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Sanford May Block More Funding to Save Landmark
Reprinted from the Charleston Post and Courier
December 23, 2004
By Robert Behre of the Post and Courier staff
A project to stabilize the Morris Island Lighthouse, a Lowcountry icon threatened on all sides by the Atlantic Ocean, now faces a new hazard: concerns by Gov. Mark Sanford that using taxpayer dollars to save it would be "throwing money into the sea."
The unexpected hurdle comes as members of the nonprofit group Save the Light closed in on their $600,000 fund-raising goal and grew optimistic that construction finally would start.
Now they wonder why the state Budget and Control Board, which owns the lighthouse, failed to sign a construction agreement with the U.S. Army Corps of Engineers earlier this month. The pact, which outlines who pays what in the first phase of construction, is a key step to moving ahead.
"We are very concerned right now. We feel that each day that goes by is a day the costs go up," said Jack Corgan of Save the Light. He said the lighthouse "has a little bit weaker foundation every day that goes by."
The brick lighthouse lists about 0.7 degrees, though recent surveys have found that the lean isn't getting worse.
The state has committed $500,000 to the project, the first phase of which would stop erosion around the lighthouse's base. That involves installing a steel cofferdam surrounded by a ring of massive boulders.
Delbert Singleton, a budget board spokesman, said the board could revisit the question when it meets Jan. 25.
State Rep. Wallace Scarborough, R-Charleston, who worked to transfer lighthouse ownership to the board, said the problem seems to be that Sanford isn't willing to consider any state funding above the $500,000.
"It's very disheartening to me that the governor is not going to support this project. It is a state-owned property, just like the governor's mansion, just like anything else we own," Scarborough said. "I haven't spoken to the governor on this issue. I'm just disappointed that we're not going to save this state treasure."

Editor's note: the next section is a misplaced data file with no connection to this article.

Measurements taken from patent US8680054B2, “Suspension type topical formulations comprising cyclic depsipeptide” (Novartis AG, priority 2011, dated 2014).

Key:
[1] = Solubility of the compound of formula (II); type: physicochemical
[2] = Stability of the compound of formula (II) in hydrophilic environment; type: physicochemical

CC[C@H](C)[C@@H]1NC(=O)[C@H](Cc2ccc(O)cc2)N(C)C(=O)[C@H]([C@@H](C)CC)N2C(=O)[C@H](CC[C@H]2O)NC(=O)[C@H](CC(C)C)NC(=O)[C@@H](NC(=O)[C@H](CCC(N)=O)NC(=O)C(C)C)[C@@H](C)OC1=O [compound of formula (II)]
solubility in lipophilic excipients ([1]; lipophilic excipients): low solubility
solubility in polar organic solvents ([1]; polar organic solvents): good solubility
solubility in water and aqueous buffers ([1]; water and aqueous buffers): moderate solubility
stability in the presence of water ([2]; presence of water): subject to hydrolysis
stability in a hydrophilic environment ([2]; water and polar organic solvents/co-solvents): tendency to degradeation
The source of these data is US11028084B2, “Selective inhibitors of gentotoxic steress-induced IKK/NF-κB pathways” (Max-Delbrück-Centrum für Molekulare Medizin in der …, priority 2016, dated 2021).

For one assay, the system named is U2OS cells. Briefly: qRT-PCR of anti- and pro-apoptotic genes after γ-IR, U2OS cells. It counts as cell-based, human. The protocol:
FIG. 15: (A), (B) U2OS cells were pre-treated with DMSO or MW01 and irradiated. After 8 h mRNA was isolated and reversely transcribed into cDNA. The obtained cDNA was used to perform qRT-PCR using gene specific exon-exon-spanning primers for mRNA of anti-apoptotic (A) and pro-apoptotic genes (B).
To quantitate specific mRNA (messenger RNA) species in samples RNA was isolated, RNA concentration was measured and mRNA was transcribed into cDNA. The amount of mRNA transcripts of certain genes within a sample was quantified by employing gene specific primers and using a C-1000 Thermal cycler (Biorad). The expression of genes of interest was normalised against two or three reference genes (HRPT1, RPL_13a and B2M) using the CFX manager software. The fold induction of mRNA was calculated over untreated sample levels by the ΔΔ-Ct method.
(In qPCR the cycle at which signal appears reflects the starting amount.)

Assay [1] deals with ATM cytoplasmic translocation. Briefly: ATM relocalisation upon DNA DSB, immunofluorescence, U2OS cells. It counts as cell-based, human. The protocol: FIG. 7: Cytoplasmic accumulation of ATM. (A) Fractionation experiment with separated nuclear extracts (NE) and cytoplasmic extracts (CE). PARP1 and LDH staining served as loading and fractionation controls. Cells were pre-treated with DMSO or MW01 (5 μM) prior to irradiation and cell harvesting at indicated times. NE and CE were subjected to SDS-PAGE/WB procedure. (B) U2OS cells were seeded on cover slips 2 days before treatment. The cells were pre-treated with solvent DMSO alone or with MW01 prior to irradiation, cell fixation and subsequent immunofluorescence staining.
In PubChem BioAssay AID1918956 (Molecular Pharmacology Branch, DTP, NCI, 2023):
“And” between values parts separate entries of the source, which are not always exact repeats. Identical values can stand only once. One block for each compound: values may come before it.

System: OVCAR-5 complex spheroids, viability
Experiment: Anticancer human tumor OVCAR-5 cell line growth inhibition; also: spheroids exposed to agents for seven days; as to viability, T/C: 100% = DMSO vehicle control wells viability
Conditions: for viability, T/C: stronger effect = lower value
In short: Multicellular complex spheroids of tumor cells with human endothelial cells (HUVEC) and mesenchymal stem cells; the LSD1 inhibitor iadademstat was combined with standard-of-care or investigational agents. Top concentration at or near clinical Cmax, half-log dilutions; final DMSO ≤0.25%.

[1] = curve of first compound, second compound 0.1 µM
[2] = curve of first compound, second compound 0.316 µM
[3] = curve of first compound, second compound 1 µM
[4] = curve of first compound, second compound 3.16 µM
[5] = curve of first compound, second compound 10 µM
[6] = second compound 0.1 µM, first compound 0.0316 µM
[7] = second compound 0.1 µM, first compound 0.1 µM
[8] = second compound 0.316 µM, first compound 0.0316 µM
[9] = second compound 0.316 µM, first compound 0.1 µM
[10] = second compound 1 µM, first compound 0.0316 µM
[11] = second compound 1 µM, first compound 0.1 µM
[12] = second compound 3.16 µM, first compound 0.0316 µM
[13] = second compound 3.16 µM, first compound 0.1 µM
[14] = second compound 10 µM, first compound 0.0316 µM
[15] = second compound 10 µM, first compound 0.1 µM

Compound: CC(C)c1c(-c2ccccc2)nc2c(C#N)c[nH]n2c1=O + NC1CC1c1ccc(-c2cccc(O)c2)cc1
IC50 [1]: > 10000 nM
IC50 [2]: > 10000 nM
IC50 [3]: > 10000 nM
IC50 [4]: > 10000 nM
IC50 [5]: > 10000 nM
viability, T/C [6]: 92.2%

At the board meeting, Sanford said he was concerned that the state was "literally throwing money into the sea." Sanford said he wants to make sure taxpayers aren't responsible for an "open-ended commitment" and that he wants "to put brackets around the edges" to ensure the state's share won't rise above $500,000.
Sanford spokesman Will Folks denied the governor was neglecting a state treasure.
"We certainly feel the state has done more than its share," Folks said. "The understanding was that the balance would be raised by private dollars."
Corgan said the private dollars have been raised, but, as with any construction work, there's a possibility of cost overruns. The Army Corps of Engineers, which is putting in two-thirds of the $3.2 million cost of the project, is unwilling to cover any overruns.
Former Folly Beach Mayor Richard Beck, who is with Save the Light, said the budget board discussed the lighthouse behind closed doors, so the exact reasons the agreement wasn't signed are unknown.
"All we know is ... the project is stopped," he said. "We've lost 30 days. Hopefully, that's all we've lost."
Corgan said he will try to meet with Sanford to figure out what can be done to get the project back on track. Save the Light hopes to begin construction on the first phase in the summer.
Another delay could demoralize lighthouse supporters, who already lost a year when the original state agency that owned the lighthouse, the state Department of Natural Resources, decided it didn't have the authority to get the job done. It took that long for ownership to be transferred to the budget board.
"At some point, it's pretty hard to keep coming back," Corgan said. "The whole thing just gets harder and harder."
Before the erosion control work can begin, Save the Light also must get permission from the Charleston County Park and Recreation Commission to use the old Coast Guard property for a staging area during construction.
If the erosion control work is done, then Save the Light would turn its attention to the second phase of the work, which involves repairing the foundation by injecting concrete through the wood-piling foundation to fill any areas eaten by worms.
The final phase involves cosmetic work, including a paint job that would restore its original appearance: two horizontal black stripes on a field of white.
The lighthouse, stranded in the surf off Morris Island, won't be restored for public visits of its interior.
~ Staff writer John McDermott contributed to this story. ~